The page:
The clamping action of the upper wheels 12 and 14 causes a ballooning out of solid waste in region 21 between the two wheels. In FIG. 1 some material 23, indicated by dashed lines, is moving into the region between interleaving members of the lower wheel set. In FIG. 2, the material 23 which entered the interleaving wheels is seen to have made a complete circle and is being ejected by the intermeshing of the upper wheels 12 and 14. Thus, the upper set of wheels serves to clean and clear the lower set of wheels. It should be noted that tool 25 on wheel 12 is in a position to encounter tire T and after making approximately two-thirds of a revolution will also be in a position to clear debris 23 at position 27. Similarly, wheel 26 is cleared by the rotation of wheel 14. The direction of rotation of wheels 12 and 14 is indicated by arrows R.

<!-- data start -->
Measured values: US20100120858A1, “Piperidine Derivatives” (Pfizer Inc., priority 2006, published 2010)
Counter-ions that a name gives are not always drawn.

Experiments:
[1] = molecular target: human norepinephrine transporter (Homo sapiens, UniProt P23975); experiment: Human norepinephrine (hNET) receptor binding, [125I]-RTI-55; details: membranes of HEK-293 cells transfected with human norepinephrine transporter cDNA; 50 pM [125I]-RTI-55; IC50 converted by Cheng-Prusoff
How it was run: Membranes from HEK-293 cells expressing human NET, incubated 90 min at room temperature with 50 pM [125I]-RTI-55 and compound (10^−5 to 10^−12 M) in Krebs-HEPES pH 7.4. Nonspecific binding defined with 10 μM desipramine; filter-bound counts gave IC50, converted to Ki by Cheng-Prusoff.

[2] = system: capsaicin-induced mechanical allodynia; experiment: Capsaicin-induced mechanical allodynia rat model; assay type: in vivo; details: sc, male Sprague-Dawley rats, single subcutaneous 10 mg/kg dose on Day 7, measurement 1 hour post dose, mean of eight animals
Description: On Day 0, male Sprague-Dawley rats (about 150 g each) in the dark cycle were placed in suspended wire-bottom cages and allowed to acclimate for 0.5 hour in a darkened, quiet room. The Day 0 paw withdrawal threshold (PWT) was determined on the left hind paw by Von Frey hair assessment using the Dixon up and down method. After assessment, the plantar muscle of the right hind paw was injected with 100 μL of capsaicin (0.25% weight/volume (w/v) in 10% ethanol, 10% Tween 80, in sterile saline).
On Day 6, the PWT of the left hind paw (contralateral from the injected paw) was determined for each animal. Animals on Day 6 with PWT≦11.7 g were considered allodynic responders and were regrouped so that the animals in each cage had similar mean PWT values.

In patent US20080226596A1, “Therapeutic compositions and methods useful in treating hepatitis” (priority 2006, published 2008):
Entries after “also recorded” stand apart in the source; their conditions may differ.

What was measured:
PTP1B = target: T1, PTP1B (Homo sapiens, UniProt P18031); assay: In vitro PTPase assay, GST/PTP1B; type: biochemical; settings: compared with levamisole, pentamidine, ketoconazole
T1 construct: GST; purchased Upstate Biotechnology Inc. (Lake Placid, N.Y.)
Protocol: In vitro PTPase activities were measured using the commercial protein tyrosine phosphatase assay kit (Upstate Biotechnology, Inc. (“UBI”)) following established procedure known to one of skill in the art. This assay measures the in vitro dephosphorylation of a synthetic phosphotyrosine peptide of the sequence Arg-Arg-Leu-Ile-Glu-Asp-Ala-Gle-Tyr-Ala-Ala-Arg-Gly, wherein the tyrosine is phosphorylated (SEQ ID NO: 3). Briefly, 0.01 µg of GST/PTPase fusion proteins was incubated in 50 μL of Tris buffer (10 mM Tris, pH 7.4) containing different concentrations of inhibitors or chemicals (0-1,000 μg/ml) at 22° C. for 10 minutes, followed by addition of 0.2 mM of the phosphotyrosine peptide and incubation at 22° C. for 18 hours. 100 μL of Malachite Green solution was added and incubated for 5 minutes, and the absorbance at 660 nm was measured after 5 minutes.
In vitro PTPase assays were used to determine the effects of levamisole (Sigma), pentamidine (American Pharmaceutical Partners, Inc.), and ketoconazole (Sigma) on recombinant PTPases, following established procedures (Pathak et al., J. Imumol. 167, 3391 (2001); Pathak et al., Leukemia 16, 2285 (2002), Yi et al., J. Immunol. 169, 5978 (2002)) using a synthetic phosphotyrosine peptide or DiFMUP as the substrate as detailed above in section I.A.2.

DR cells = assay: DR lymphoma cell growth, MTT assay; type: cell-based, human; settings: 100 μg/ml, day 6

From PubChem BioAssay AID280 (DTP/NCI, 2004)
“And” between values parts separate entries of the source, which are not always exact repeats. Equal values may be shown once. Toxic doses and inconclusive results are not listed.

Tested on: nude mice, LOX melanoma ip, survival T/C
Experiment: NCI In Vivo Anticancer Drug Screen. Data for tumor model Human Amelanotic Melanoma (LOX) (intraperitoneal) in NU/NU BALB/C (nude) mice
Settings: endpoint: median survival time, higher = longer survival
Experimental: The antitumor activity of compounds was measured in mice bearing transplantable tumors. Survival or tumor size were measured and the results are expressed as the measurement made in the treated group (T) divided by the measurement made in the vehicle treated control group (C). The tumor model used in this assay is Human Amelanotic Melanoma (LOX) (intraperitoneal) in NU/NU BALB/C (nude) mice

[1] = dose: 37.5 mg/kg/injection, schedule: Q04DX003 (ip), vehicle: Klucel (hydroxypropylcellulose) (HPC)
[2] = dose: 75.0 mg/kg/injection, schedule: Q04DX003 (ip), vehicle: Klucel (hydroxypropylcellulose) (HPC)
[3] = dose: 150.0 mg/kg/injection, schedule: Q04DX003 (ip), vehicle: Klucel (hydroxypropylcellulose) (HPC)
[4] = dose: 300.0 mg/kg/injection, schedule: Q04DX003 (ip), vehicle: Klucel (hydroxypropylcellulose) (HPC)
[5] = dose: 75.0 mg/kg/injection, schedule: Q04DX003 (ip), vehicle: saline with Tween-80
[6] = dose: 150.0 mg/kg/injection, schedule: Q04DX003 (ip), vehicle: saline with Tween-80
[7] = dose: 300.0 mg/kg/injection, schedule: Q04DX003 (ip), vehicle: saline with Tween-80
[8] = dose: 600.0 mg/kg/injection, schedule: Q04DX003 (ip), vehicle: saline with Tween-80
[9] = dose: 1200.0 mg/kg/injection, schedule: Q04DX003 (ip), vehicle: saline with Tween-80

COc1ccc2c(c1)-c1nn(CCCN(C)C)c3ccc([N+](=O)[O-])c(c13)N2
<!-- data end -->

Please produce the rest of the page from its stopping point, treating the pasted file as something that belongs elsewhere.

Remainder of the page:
The upper set of wheels, 12 and 14, have outer circumferentially stepped regions, resembling triangles, known as knives. The knives serve a ripping and stuffing function prior to the shearing action of lower wheels 24 and 26. The ripping action of the upper set of wheels is primarily a vertical, lengthwise cutting action, and becomes a shearing action as it meshes with the lower wheels while the shearing action of the lower wheel set 24 and 26 is primarily a transverse or horizontal cutting action. In combination, these two modes of cutting serve to effectively reduce the bulk of solid waste material fed into the cutting wheels. If, instead of a tire or a 55-gallon drum, a telephone pole were fed between the upper wheel set, with the axis of the telephone pole parallel to the axis of the wheel axes, the pole might not be reduced in size if sole reliance were placed on the lower wheels. However, if the pole is resting between the lower wheels and the upper wheels are clamped down upon it the ripping action of the upper wheels would soon create smaller pieces which would pass between the lower wheels. The lower set of wheels 24 and 26 have circumferential regions which are piecewise smooth. The interleaving of these sets of wheels causes shearing, but not ripping action. The entire apparatus may be seen to be housed in a housing 48 which provides protection from flying debris.